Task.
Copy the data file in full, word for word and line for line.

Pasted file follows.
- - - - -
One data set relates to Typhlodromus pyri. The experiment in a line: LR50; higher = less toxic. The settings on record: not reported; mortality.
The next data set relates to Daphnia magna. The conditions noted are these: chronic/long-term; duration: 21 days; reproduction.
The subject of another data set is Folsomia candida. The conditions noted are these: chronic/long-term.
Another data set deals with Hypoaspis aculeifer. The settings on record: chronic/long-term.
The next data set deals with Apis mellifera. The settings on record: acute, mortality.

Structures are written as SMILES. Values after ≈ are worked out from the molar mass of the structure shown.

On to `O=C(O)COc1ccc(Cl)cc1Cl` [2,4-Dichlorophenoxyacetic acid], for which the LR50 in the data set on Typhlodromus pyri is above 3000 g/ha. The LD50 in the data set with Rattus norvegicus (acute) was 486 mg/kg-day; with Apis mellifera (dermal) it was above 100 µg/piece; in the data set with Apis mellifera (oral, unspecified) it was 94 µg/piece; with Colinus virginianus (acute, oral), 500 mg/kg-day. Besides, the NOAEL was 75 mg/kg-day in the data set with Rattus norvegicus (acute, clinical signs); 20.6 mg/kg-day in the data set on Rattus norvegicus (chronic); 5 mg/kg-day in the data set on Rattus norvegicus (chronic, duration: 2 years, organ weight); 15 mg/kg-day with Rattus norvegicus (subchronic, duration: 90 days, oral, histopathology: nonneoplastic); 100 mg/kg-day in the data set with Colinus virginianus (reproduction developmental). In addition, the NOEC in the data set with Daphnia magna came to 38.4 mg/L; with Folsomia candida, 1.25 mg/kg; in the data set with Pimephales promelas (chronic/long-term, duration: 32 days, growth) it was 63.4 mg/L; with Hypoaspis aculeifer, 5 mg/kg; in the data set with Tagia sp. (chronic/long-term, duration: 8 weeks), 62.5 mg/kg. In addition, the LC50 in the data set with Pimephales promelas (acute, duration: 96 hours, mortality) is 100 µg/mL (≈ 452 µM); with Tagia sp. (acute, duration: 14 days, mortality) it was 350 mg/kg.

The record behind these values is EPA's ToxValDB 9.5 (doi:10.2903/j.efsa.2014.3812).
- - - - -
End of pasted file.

One data set relates to Typhlodromus pyri. The experiment in a line: LR50; higher = less toxic. The settings on record: not reported; mortality.
The next data set relates to Daphnia magna. The conditions noted are these: chronic/long-term; duration: 21 days; reproduction.
The subject of another data set is Folsomia candida. The conditions noted are these: chronic/long-term.
Another data set deals with Hypoaspis aculeifer. The settings on record: chronic/long-term.
The next data set deals with Apis mellifera. The settings on record: acute, mortality.

Structures are written as SMILES. Values after ≈ are worked out from the molar mass of the structure shown.

On to `O=C(O)COc1ccc(Cl)cc1Cl` [2,4-Dichlorophenoxyacetic acid], for which the LR50 in the data set on Typhlodromus pyri is above 3000 g/ha. The LD50 in the data set with Rattus norvegicus (acute) was 486 mg/kg-day; with Apis mellifera (dermal) it was above 100 µg/piece; in the data set with Apis mellifera (oral, unspecified) it was 94 µg/piece; with Colinus virginianus (acute, oral), 500 mg/kg-day. Besides, the NOAEL was 75 mg/kg-day in the data set with Rattus norvegicus (acute, clinical signs); 20.6 mg/kg-day in the data set on Rattus norvegicus (chronic); 5 mg/kg-day in the data set on Rattus norvegicus (chronic, duration: 2 years, organ weight); 15 mg/kg-day with Rattus norvegicus (subchronic, duration: 90 days, oral, histopathology: nonneoplastic); 100 mg/kg-day in the data set with Colinus virginianus (reproduction developmental). In addition, the NOEC in the data set with Daphnia magna came to 38.4 mg/L; with Folsomia candida, 1.25 mg/kg; in the data set with Pimephales promelas (chronic/long-term, duration: 32 days, growth) it was 63.4 mg/L; with Hypoaspis aculeifer, 5 mg/kg; in the data set with Tagia sp. (chronic/long-term, duration: 8 weeks), 62.5 mg/kg. In addition, the LC50 in the data set with Pimephales promelas (acute, duration: 96 hours, mortality) is 100 µg/mL (≈ 452 µM); with Tagia sp. (acute, duration: 14 days, mortality) it was 350 mg/kg.

The record behind these values is EPA's ToxValDB 9.5 (doi:10.2903/j.efsa.2014.3812).